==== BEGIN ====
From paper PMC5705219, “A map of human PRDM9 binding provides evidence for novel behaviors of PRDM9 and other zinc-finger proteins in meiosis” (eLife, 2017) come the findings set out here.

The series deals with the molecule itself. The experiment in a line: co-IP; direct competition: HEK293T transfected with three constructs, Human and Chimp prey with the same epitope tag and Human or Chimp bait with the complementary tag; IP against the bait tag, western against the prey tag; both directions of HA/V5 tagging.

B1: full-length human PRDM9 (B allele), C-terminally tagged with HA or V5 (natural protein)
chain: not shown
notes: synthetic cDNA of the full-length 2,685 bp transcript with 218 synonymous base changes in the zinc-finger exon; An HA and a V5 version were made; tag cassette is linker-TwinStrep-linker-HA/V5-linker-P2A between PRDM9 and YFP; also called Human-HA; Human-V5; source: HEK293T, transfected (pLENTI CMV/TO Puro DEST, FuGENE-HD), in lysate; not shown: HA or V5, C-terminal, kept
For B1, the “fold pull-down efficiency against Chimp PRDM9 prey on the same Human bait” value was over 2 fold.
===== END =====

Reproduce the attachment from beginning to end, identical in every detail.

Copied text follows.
From paper PMC5705219, “A map of human PRDM9 binding provides evidence for novel behaviors of PRDM9 and other zinc-finger proteins in meiosis” (eLife, 2017) come the findings set out here.

The series deals with the molecule itself. The experiment in a line: co-IP; direct competition: HEK293T transfected with three constructs, Human and Chimp prey with the same epitope tag and Human or Chimp bait with the complementary tag; IP against the bait tag, western against the prey tag; both directions of HA/V5 tagging.

B1: full-length human PRDM9 (B allele), C-terminally tagged with HA or V5 (natural protein)
chain: not shown
notes: synthetic cDNA of the full-length 2,685 bp transcript with 218 synonymous base changes in the zinc-finger exon; An HA and a V5 version were made; tag cassette is linker-TwinStrep-linker-HA/V5-linker-P2A between PRDM9 and YFP; also called Human-HA; Human-V5; source: HEK293T, transfected (pLENTI CMV/TO Puro DEST, FuGENE-HD), in lysate; not shown: HA or V5, C-terminal, kept
For B1, the “fold pull-down efficiency against Chimp PRDM9 prey on the same Human bait” value was over 2 fold.